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Food bank Britain: life below the line

The use of food banks has tripled in 12 months, as even people in work struggle to feed themselves and their families

"The area does look affluent," agrees Daphine Aikens, who has run the operation for three years and is just one of the thousands of volunteers in this country now helping to operate food banks. "But we're surrounded by social housing and people come to us from all over the borough." This food bank is one of 350 run nationwide by the church-based charity the Trussell Trust, which is opening them at the rate of three a week. It operates on a voucher system. To get a parcel of three days' free food, applicants must first be referred by a recognised agency: the local jobcentre, for example, the Citizens Advice Bureau or their GP, which hands out the vouchers. Under the trust's rules, nobody can have more than three vouchers in a row. The charity says it wants to provide breathing space for those in acute need, rather than become a solution to a chronic problem.

In the second quarter of this year, she says, they saw a 250% increase compared to the same period last year. Her own experience is backed up by nationwide research. A report, co-written by Oxfam and Church Action on Poverty, that was released in May found that 500,000 people in Britain had resorted to food banks to feed themselves this year, three times more than in the previous 12 months. Campaigners are certain they know why it's happening. The complex calculus of modern living and expenditure is no longer adding up.

Between 2000 and 2011, food prices rose by 43%, while general prices rose by 28% and incomes stagnated or even fell. If you're on a low income, food price rises have simply been amplified. On top of that have come draconian changes to the benefits rules, combined with infuriating administrative incompetency.

Aikens admits that coming to a place like this is not easy for many. "People are reticent," she says. "We give the food freely but they have to be prepared to walk over the threshold and say I need help." Does she ever despair at the problems people get themselves into? "I constantly say that we mustn't be judgmental. I think a place like this is about the basic imperative of caring. A civilised society cares about its most vulnerable members."

Waiting quietly at a table in the reception area is Debra Lonergan, mother of three teenage boys, who is also her husband's full-time carer. The benefits agency has told her that they have just noticed she was overpaid £600 back in 2009 so they are stopping her money for a month. "I've been telling them I'd know if I'd received an extra £600," she says, desperately. "I don't owe them anything." She is working to get the problem sorted, but for now she has a practical issue. There's not enough food in the house to keep the kids fed. Her GP gave her the Trussell Trust voucher. "This is my first time at a food bank. It's daunting. I didn't know what to expect. I had the image of queuing up Russian style, but it wasn't like that." Instead, each applicant sits down with a volunteer who offers them a cup of tea and goes through that list of exactly what they need. Debra tells me she wants to work, is desperate to, but that home circumstances just make it impossible.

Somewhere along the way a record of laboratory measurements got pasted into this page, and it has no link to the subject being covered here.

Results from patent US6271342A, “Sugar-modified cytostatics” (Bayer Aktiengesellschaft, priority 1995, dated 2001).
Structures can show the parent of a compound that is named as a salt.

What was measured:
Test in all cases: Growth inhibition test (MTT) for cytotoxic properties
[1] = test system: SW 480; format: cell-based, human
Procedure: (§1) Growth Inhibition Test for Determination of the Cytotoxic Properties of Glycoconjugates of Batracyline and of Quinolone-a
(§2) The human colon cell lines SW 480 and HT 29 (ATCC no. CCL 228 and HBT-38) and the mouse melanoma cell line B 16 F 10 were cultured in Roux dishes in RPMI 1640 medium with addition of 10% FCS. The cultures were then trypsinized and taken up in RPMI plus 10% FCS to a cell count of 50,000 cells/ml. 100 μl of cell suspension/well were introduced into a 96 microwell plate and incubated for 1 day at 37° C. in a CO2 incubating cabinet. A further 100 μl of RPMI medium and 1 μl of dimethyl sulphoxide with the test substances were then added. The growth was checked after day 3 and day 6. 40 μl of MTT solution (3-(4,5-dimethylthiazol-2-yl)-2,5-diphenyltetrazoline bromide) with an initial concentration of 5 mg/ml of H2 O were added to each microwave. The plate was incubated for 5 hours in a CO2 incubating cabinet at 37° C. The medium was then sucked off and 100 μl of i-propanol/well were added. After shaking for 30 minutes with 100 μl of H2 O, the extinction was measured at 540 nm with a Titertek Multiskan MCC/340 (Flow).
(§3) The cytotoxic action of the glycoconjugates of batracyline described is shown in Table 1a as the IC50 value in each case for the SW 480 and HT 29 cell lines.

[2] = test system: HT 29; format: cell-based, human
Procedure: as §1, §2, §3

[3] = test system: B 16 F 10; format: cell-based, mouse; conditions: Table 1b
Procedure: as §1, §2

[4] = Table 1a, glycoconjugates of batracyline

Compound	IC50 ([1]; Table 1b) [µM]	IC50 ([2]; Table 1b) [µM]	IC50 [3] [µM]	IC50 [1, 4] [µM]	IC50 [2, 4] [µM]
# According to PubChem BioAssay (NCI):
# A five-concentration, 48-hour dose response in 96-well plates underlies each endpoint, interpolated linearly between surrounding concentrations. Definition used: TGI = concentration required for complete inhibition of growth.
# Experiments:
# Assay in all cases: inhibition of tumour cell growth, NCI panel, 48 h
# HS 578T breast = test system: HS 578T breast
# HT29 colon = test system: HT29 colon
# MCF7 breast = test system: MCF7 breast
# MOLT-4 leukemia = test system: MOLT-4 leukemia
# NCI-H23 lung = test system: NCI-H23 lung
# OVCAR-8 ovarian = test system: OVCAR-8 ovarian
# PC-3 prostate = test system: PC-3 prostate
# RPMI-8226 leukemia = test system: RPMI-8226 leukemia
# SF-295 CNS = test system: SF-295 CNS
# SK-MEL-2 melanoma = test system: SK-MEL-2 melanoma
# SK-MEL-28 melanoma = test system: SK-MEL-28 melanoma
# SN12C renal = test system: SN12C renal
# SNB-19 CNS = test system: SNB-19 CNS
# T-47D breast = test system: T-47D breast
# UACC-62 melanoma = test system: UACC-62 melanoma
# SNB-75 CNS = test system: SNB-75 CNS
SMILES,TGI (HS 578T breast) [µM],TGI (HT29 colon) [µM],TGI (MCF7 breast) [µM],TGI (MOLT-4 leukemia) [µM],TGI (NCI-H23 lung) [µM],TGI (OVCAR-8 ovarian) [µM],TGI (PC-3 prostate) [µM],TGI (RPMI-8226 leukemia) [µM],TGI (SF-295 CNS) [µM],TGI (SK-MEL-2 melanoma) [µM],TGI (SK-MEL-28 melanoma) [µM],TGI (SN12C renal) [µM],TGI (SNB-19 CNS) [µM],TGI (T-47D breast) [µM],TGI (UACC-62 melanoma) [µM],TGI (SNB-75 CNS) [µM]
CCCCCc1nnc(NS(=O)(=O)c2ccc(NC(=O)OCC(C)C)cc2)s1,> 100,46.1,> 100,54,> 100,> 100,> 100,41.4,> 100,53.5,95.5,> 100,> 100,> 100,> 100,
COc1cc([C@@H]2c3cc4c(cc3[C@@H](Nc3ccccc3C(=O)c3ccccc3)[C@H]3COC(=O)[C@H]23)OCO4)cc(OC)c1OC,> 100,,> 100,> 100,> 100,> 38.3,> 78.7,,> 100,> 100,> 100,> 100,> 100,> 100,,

Aikens agrees. People are quick to make assumptions. She has given talks in fee-paying schools and recognised kids in the assemblies, whose family have sought help from the food bank. "Maybe the kids have a scholarship for the fees but there's no money at home for food," she says. "We have a number of people who come here who are in full-time work but they just don't have enough."

Real Aid also run a food bank in nearby Bridlington aimed specifically at working families. "Working families find it harder to come and ask for help," Killick says. "Generally, they've not been in this situation before." The solution: they charge a small fee for the food. "Charging £1.50 can make it easier." For that they may get upwards of £15 worth of food, but it feels less like charity and more like an equitable exchange. It gives the lie to Lord Freud's claim of a "something for nothing" culture.

Killick shows me round the warehouse, stacked with pallets of food liberated from supermarkets and producers. They have a local farmer who sends them half a tonne of potatoes every week, a donation worth £250. Other stuff comes from Asda's national distribution centre in Wakefield. In all they shift around 400 tonnes of food a year. Not that getting hold of it is always easy. Big players like the Trussell Trust or the waste food charity FareShare have access to some of the biggest supplies. It seems the food bank world is becoming crowded. "It's not so much competition as protectionism. We'll approach a company for donations and they'll say they're already giving to another organisation." He tells me that a supermarket where they once did a collection received a complaint from a much larger charity which thought that was their pitch.

We can argue about the validity of that argument, and politicians and experts from all parts of the spectrum often do. But anyone travelling across the landscape of food banks in Britain today, as I have, will quickly come to the same conclusion. This isn't just about problems with a broken benefits system, however acute they may be. It's also about working people who have tried their best to make ends meet. It is about people who believe in paying their way but who are now so unable to do so they need free food.

 意図的なのかどうか判りませんが、この記事の中でインタヴューを受けている人たち(写真が掲載されている)は皆白人。先日みてきたらウリィの展覧会で読んだ1966年の批評に書かれていた、「the lack of capital investment at home」という事象は、まさに21世紀の白人労働者階級家庭に当てはまるように思います。






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